Sri Lanka has actively been working to ensure these essential ecosystems are protected. The Maldives has too commenced such great work. This work has produced a wealth of knowledge and innovations on how to manage and conserve wetlands. 

Managing wetlands in Sri Lanka and Maldives

The wetland management and land use planning effort undertaken in Colombo under the World Bank-financed Metro Colombo Urban Development (MCUDP) project showcases resilience in urban land use planning and highlights how a city can become more livable by intermingling green spaces to its urban fabric. All this, while protecting wetlands and reaping the benefits of their natural ecosystem functions.

The MCUDP used robust strategies and sustainable economic models, such as wetland parks, to help save urban wetlands from threats such as encroachment and clearing. Through the Climate Change Adaptation Project (CCAP), funded by the European Union and the Government of Australia, Maldives has also taken steps to manage threats to its largest wetlands.

While the approaches to wetland management in both countries have been different there are many key lessons that can be shared.

Improving Agricultural Systems and Raising Prosperity in Rural Bhutan

Izabela Leao's picture
Tara Nidhi, farmer and beneficiary of the Remote Rural Communities Development Project
Tara Nidhi, farmer and beneficiary
of the Remote Rural Communities
Development Project (RRCDP) in Bhutan.
Photo Credit: Izabela Leao/World Bank

“I never thought I would see a road passing by my house in this lifetime,” says Tara Nidhi, a 70-year old farmer who lives in a remote community of Samtse Dzongkhag in Southwest Bhutan. A beneficiary of the Remote Rural Communities Development Project (RRCDP), he and his family have benefitted from the construction of a new farm road and protection from landslides through RRCDP support – a project that promotes the increasing of agricultural productivity and development of communities’ access to markets, irrigation, agricultural technologies, and community infrastructure in 26 Gewogs (village groups) under six Dzongkhags (districts) in Bhutan: Chhukha, Dagana, Haa, Samtse, Trongsa, and Wanduephodrang.

Driving Prosperity through Access to Rural Roads

Coming to completion in May 2018, RRCDP has improved road access to markets to at least 11 project Chiwogs (hamlets) in Samtse and Trongsa Dzongkhags – building 22.9 kilometers of farm roads and benefitting about 299 households. With the construction of new farm roads, the most commonly marketed agricultural and livestock products amongst farmers in project areas have been cardamom, vegetables, butter, cheese, and citrus, and to a lesser extent, rice, potatoes, and eggs. Additionally, beneficiaries have also reported a significant reduction in the time of travel between their households and markets – up to 8 hours in some cases! The majority of the Bhutanese population live in remote rural areas – hours, sometimes days of walking from the nearest road. They walk their children through dense forests and rivers to reach schools and health clinics; they carry their agricultural and livestock products to nearby markets on their backs – an average load of 30kg. A horse carrying a 50kg load costs approximately Nu.5 per kilogram.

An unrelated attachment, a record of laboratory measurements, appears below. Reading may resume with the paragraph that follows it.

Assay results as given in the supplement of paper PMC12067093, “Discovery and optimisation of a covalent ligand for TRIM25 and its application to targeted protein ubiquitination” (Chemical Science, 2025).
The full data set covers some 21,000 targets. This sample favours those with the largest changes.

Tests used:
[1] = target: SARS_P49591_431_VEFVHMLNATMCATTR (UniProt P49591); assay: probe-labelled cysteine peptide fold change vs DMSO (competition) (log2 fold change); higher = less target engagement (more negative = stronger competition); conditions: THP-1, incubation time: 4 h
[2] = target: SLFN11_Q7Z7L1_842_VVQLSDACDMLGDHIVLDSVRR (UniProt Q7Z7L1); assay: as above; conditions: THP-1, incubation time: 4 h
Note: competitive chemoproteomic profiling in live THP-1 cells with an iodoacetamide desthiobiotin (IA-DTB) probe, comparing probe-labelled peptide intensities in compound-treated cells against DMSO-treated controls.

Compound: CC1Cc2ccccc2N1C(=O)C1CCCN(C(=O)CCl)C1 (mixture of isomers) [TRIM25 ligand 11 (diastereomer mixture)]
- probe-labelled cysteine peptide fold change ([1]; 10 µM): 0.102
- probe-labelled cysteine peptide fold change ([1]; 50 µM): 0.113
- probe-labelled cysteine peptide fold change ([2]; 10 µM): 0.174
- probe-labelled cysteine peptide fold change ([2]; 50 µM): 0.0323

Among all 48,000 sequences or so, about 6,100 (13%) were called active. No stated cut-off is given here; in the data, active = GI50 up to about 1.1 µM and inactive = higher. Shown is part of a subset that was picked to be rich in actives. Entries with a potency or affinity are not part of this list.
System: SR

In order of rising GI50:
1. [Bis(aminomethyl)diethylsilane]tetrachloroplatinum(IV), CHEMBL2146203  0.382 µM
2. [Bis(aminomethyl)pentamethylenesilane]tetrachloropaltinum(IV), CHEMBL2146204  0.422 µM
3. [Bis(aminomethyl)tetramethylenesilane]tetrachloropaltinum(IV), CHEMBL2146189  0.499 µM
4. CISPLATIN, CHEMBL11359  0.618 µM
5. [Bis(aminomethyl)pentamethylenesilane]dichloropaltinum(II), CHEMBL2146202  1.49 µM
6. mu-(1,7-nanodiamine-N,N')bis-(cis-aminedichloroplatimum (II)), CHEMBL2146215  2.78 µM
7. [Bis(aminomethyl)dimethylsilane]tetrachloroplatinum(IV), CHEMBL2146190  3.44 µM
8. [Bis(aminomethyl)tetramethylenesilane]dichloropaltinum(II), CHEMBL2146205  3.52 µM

Now, with road accessibility, farmers use pick-up trucks at the cost of Nu.2 per kilogram. After a RRCDP farm road construction in Samtse, for example, four households bought pick-up trucks and ten individuals bought motorcycles – mainly benefitting the transport of cardamom. Better road accessibility through RRCDP have also fostered the construction of concrete flush toilets outside households and the construction of new concrete-built homes, as well as the expansion of irrigation schemes. Finally, road accessibility has also impacted social dynamics in rural areas benefitted by the project. While in the past mostly men would go to the nearest town markets on their own, today, all family members, including women and children can go to the market in the morning and return to their homes in the evening. Some women have even reported that they are learning to drive.[1]

The project has also supported beneficiaries in 88 Chiwogs with access to community and marketing infrastructure, such as power tiller tracks, power tiller machinery, and food bridges – with a total of 3,597 households benefitted. In Norgaygang Gewog, for example, with support from the project, the construction of 4 kilometers of power tiller track in 2016, has brought multiple benefits to the community, such as easier access to schools and healthcare in case of emergency.